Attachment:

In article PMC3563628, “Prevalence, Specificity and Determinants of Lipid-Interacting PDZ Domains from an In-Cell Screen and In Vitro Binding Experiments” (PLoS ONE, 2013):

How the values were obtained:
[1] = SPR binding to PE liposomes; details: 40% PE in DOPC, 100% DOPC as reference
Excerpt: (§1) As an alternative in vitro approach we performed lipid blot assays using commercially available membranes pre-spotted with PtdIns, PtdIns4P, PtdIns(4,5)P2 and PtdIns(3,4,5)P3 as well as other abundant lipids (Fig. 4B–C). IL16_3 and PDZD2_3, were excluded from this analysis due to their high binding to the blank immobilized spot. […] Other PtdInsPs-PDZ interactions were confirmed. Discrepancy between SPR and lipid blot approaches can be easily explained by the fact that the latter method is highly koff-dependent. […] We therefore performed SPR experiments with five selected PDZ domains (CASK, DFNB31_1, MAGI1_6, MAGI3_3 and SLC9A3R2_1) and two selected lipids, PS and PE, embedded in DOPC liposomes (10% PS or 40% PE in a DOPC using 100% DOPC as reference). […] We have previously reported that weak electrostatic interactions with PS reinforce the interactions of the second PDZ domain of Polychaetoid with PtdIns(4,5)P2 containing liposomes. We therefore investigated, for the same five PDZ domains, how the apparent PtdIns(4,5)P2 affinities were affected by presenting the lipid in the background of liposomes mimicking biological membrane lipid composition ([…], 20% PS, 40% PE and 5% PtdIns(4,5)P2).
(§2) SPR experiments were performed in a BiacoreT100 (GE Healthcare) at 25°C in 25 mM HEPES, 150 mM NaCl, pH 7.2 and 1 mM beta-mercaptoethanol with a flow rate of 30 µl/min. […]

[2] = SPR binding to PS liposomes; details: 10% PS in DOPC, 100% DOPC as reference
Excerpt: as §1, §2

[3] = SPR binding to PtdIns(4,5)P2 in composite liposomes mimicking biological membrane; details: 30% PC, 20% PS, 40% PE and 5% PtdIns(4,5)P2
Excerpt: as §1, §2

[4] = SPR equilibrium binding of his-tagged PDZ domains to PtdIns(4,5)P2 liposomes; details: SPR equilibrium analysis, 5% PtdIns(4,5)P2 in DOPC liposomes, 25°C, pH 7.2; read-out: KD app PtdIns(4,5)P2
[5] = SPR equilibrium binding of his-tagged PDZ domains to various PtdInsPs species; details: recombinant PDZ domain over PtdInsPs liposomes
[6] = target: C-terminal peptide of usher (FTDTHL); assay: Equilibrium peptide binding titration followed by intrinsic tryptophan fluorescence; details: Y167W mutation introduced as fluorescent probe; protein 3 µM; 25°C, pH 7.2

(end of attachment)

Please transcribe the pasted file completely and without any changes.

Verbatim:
In article PMC3563628, “Prevalence, Specificity and Determinants of Lipid-Interacting PDZ Domains from an In-Cell Screen and In Vitro Binding Experiments” (PLoS ONE, 2013):

How the values were obtained:
[1] = SPR binding to PE liposomes; details: 40% PE in DOPC, 100% DOPC as reference
Excerpt: (§1) As an alternative in vitro approach we performed lipid blot assays using commercially available membranes pre-spotted with PtdIns, PtdIns4P, PtdIns(4,5)P2 and PtdIns(3,4,5)P3 as well as other abundant lipids (Fig. 4B–C). IL16_3 and PDZD2_3, were excluded from this analysis due to their high binding to the blank immobilized spot. […] Other PtdInsPs-PDZ interactions were confirmed. Discrepancy between SPR and lipid blot approaches can be easily explained by the fact that the latter method is highly koff-dependent. […] We therefore performed SPR experiments with five selected PDZ domains (CASK, DFNB31_1, MAGI1_6, MAGI3_3 and SLC9A3R2_1) and two selected lipids, PS and PE, embedded in DOPC liposomes (10% PS or 40% PE in a DOPC using 100% DOPC as reference). […] We have previously reported that weak electrostatic interactions with PS reinforce the interactions of the second PDZ domain of Polychaetoid with PtdIns(4,5)P2 containing liposomes. We therefore investigated, for the same five PDZ domains, how the apparent PtdIns(4,5)P2 affinities were affected by presenting the lipid in the background of liposomes mimicking biological membrane lipid composition ([…], 20% PS, 40% PE and 5% PtdIns(4,5)P2).
(§2) SPR experiments were performed in a BiacoreT100 (GE Healthcare) at 25°C in 25 mM HEPES, 150 mM NaCl, pH 7.2 and 1 mM beta-mercaptoethanol with a flow rate of 30 µl/min. […]

[2] = SPR binding to PS liposomes; details: 10% PS in DOPC, 100% DOPC as reference
Excerpt: as §1, §2

[3] = SPR binding to PtdIns(4,5)P2 in composite liposomes mimicking biological membrane; details: 30% PC, 20% PS, 40% PE and 5% PtdIns(4,5)P2
Excerpt: as §1, §2

[4] = SPR equilibrium binding of his-tagged PDZ domains to PtdIns(4,5)P2 liposomes; details: SPR equilibrium analysis, 5% PtdIns(4,5)P2 in DOPC liposomes, 25°C, pH 7.2; read-out: KD app PtdIns(4,5)P2
[5] = SPR equilibrium binding of his-tagged PDZ domains to various PtdInsPs species; details: recombinant PDZ domain over PtdInsPs liposomes
[6] = target: C-terminal peptide of usher (FTDTHL); assay: Equilibrium peptide binding titration followed by intrinsic tryptophan fluorescence; details: Y167W mutation introduced as fluorescent probe; protein 3 µM; 25°C, pH 7.2